This is my thirty-first post. I’ve had a blog now for nearly a year and have had great fun writing whatever I’ve felt like writing – be it my current thoughts on writing itself, reflections on mortality, the odd short story or the occasional political rant. I haven’t held back from being as bonkers as I wanted to be – Adelina’s words of wisdom or the secret life of the bloglet – nor have I shied away from mentioning Buddhism and spirituality. In other words, I’ve enjoyed being me here on the page.
Although I’ve tried to write the pieces as well as I can, I haven’t gone out of my way to attract followers. The message has pretty much been: ‘Take me as you find me’. I have added some tags as signposts to the kind of thing I’m writing and through them have picked up a few readers in far-flung places, but on the whole I’ve assumed my readership will consist mainly of people who already know me – friends who are writers themselves and/or are kind enough to be interested in my writing. I share my new posts on Facebook but know most of my Facebook friends don’t actually read them.
Which isn’t to say I wouldn’t like to reach a wider audience. It would of course be wonderful to be widely read and recognised as a blogger, to have tens or even hundreds of people following the blog and ‘liking’ each post, but I don’t know that I’d want to change what I write in order to make that happen. Bottledworder, a WordPress blogger who seems to have achieved a large following, has some sound tips for making writing more web-friendly at http://bottledworder.wordpress.com/2012/12/29/improve-your-writing-on-the-web/. If I followed them I’m sure I would write a much more bloglike blog, but there’s still that little voice inside me that says, however misguidedly, “I want to do it my way.” And if I can’t do it my way here, where can I do it? Nobody is going to publish the blog or critique it seriously: the blogosphere is the written equivalent of Speakers’ Corner (without the heckling) where anyone can say anything.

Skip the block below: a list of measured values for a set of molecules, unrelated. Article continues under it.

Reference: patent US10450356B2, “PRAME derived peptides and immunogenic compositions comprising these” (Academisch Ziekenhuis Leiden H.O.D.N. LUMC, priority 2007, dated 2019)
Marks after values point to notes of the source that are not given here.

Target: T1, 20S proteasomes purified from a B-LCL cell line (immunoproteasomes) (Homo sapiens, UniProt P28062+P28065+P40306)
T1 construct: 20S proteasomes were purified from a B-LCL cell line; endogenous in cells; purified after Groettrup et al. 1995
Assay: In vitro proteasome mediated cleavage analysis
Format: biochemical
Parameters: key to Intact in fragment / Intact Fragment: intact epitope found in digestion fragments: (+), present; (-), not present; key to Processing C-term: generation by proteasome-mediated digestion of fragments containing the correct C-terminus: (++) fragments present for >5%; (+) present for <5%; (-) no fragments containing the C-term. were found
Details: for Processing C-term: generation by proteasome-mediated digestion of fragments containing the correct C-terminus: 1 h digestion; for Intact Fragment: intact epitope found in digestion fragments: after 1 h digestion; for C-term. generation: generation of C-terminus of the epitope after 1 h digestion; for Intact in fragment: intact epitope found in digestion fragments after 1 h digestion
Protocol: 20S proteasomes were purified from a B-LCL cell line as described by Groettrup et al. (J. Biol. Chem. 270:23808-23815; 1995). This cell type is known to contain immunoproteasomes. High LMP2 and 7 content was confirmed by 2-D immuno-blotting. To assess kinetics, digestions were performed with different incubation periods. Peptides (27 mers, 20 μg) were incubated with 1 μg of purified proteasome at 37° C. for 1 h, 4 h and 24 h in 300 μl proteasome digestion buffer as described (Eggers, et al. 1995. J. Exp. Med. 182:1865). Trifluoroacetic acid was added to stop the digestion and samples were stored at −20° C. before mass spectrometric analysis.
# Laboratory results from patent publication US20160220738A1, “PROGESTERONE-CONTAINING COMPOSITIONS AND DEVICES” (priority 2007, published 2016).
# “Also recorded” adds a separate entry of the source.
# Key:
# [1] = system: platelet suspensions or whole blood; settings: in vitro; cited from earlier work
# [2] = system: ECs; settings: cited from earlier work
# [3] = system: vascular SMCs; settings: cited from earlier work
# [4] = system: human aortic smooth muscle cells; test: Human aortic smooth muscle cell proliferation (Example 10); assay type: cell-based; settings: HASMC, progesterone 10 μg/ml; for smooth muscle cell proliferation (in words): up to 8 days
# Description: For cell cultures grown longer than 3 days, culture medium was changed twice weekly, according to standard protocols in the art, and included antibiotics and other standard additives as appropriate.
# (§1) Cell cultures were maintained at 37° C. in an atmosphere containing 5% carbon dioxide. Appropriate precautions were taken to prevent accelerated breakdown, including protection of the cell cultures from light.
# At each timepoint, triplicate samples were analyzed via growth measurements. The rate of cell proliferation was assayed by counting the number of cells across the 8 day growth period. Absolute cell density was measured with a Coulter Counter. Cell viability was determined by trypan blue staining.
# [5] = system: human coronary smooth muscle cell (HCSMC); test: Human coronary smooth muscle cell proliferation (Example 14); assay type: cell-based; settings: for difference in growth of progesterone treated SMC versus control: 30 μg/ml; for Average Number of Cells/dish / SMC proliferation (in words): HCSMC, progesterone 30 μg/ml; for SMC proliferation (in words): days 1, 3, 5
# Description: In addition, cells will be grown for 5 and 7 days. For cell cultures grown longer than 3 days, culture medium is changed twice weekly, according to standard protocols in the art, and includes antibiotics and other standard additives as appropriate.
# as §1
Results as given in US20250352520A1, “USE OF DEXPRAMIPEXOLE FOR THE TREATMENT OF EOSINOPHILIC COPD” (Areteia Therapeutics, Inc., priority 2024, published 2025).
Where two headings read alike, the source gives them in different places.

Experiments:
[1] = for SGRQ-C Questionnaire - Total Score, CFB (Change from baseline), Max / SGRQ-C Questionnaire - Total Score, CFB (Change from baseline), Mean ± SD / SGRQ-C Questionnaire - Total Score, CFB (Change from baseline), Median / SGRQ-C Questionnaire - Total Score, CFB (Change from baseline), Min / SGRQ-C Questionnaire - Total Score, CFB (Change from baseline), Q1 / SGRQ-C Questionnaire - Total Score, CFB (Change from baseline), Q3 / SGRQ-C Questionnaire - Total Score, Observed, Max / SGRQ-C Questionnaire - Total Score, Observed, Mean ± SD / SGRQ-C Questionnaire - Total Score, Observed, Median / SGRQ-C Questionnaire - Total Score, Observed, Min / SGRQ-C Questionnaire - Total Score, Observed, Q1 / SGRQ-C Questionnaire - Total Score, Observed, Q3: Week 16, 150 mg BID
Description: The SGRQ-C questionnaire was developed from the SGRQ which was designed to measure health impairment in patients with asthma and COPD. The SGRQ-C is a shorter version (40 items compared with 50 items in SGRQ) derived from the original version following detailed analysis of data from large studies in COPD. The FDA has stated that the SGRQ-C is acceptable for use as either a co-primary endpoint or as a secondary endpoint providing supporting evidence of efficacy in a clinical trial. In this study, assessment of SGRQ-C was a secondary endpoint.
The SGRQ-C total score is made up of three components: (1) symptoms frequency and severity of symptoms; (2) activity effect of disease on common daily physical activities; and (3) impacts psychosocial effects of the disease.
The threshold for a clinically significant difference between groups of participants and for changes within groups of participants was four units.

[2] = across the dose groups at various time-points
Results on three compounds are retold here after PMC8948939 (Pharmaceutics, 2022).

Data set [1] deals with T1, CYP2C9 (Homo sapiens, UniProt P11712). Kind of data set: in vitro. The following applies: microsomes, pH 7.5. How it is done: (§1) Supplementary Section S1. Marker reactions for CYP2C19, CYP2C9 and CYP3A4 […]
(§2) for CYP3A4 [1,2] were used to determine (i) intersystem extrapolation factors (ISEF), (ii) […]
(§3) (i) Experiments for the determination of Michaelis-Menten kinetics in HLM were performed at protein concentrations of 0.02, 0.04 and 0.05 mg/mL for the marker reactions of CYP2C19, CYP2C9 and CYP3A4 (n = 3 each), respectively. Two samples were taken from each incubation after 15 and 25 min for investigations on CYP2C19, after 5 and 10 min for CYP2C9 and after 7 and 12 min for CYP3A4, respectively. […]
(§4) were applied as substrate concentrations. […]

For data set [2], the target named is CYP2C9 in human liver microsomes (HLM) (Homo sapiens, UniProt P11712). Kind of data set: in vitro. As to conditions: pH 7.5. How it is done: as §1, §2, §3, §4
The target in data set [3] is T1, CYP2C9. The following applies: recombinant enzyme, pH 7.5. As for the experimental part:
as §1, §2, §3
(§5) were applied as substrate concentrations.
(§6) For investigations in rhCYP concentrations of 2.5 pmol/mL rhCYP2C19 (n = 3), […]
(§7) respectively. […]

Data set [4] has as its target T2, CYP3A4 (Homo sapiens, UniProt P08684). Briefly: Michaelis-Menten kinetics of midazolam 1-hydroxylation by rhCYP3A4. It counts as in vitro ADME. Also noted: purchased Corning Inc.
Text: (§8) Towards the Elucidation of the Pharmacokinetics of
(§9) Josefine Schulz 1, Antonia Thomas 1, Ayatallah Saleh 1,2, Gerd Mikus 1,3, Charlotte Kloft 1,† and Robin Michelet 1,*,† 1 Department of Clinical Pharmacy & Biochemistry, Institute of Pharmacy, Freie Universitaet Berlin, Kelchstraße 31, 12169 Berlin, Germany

At the moment I’m revising my novel in the hope that this will make it more attractive to agents and publishers – and a better book at the same time. I’m happy to take most of the advice that the consultant and my writing friends have given me and turn it into a proper professional piece of work. I want it to look good and to be read and enjoyed, and there are ways of making this more possible. There are some things I won’t do because they don’t feel right, but I certainly wouldn’t insist on people taking or leaving it as it stands. At the moment what I have is a draft – one of several, which have been evolving slowly – and I know there may be several more to come before it reaches a shape that is presentable to the world.
But a blog isn’t like that – or at least mine isn’t. I write a short(ish) piece as it comes into my head, I post it, I may tweak it a bit and then I move on to another one. I try to write in a way that’s reader-friendly and hope people are sometimes amused by what I write. And that’s it. As far as I’m concerned that’s what the blog is for – to say what I want to say in the way I want to say it. Of course I hope it will get read, but if it doesn’t I’ve still enjoyed writing it. Ah well. ‘Always the soft idiot softly me.’*
*From Auden’s poem Law Like Love.